10 September 2005
Melancholy and riveter's sons

I've felt very melancholy all day today. My mood is no doubt related to the weather; it's been very grey, raining continuously. It's the kind of day where the sun never seems to actually rise, but instead it looks like dusk all day long.

I remember reading ages ago about smell--how it's the most primitive and the slowest of all our senses. the only one with unmyelinated nerve endings. The olfactory system is directly connected to the
amygdala, the part of the brain dealing with emotion and memory, smell is also the sense most tied with memory. Meaning that occasionally a "faint fragrance brings a memory of a long-lost moment in time crashing back to the forefront of the mind". Smells are also emotive. They trigger feelings; the comforting scent of home-baked chocolate chip cookies or of fresh coffee--hence the popularity of scented candles, aromatherapy and perfumes.

I think music has the same effect. There are some songs that are so intricately tied to memory that upon hearing them I am immediately transported back to some important moment, or even a whole period of my life. I know I'm not alone in this. Check out the recent surge of
blog entries floating around out there listing the top 100 songs from the year you graduated high school. Several even say something along the lines of "I am also putting the songs I don't actually like (because they are crap), but would still listen to for nostalgic purposes in italics."

I think everyone has songs that mean something special to them. Songs have that power. And it isn't just nostalgia; some songs are "mood songs", just listening to them can evoke strong feelings, again and again. (I know I'm not the only one here...) One musician I love,
Sting, has a very high proportion of songs that can make me cry, or smile, just listening to them.

Driving in my car today exactly that happened to me. I put on one of my favorite Sting cds, and
Island of Souls came on. It's a very haunting song; it opens with Northumbrian pipes and maintains an air of quiet futility throughout. This one always makes me cry. He wrote it shortly after his father died, and some have said that it's actually an autobiographical song--his dad was definitely working class, a coal miner, I think. Sting has a wonderful way with words, he uses imagery and metapor to great effect; I adore his writing style. This song isn't nearly as gripping without the music, but I thought I'd share the lyrics:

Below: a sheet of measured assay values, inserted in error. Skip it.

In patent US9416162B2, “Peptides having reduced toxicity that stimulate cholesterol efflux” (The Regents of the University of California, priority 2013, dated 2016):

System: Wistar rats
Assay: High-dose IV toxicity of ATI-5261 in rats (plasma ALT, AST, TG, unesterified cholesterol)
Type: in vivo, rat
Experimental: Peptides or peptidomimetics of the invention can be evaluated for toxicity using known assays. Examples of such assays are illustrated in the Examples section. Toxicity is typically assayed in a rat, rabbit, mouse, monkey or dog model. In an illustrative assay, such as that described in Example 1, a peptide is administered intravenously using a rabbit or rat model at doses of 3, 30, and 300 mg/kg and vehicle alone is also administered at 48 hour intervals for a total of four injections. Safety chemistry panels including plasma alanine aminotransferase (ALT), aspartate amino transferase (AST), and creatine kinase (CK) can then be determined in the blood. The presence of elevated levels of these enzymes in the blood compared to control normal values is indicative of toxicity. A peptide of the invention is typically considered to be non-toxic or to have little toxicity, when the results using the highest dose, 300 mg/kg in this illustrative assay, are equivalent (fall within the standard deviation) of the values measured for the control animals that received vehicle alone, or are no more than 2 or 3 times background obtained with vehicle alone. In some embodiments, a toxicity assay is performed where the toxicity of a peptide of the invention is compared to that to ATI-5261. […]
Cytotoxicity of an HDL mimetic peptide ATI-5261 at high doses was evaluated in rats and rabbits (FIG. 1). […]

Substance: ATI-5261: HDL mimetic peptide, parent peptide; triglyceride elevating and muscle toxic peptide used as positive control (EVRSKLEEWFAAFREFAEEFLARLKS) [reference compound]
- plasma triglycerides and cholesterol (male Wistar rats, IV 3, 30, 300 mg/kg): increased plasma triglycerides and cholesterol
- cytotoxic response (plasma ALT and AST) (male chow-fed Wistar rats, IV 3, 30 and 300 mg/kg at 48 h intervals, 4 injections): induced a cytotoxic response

Billy was born within sight of the shipyard
First son of a riveter's son
And Billy was raised as the ship grew a shadow
Her great hull would blot out the light of the sun
And six days a week he would watch his poor father
A working man live like a slave
He'd drink every night, and he'd dream of a future,
Of money he never would save
Billy would cry when he thought of the future

Soon came a day when the bottle was broken
They launched the great ship out to sea
He felt he'd been left on a desolate shore
To a future he desperately wanted to flee

What else was there for a ship-builder's son
A new ship to be built, new work to be done
One day he dreamed of the ship in the world
It would carry his father and he
To a place they would never be found
To a place far away from this town

Trapped in the cage of the skeleton ship
All the workmen suspended like flies
Caught in the flare of acetylene light
A working man works till the industry dies

And Billy would cry when he thought of the future
Then what they call an industrial accident
Crushed those it couldn't forgive
They brought Billy's father back home in an ambulance
A brass watch, a cheque, maybe three weeks to live

What else was there for a riveter's son?
A new ship to be built, new work to be done
That night he dreamed of the ship in the world
It would carry his father and he
To a place they could never be found
To a place far away from this town,
A Newcastle ship with no coals
They would sail to the island of souls

Enough for now (if you don't like this entry, blame the meds!)

posted by Julie at 4:06 PM 1 comments


Blogger Lora said...

That's one of my favorite Sting songs are you aware that he wrote that song for/about his father shortly after he died. He was working out some of the guilty he had over the sacrifices that his father had made that he had had never really appreciated.

Sun Sep 11, 06:59:00 AM GMT+1  

Post a Comment

<< Home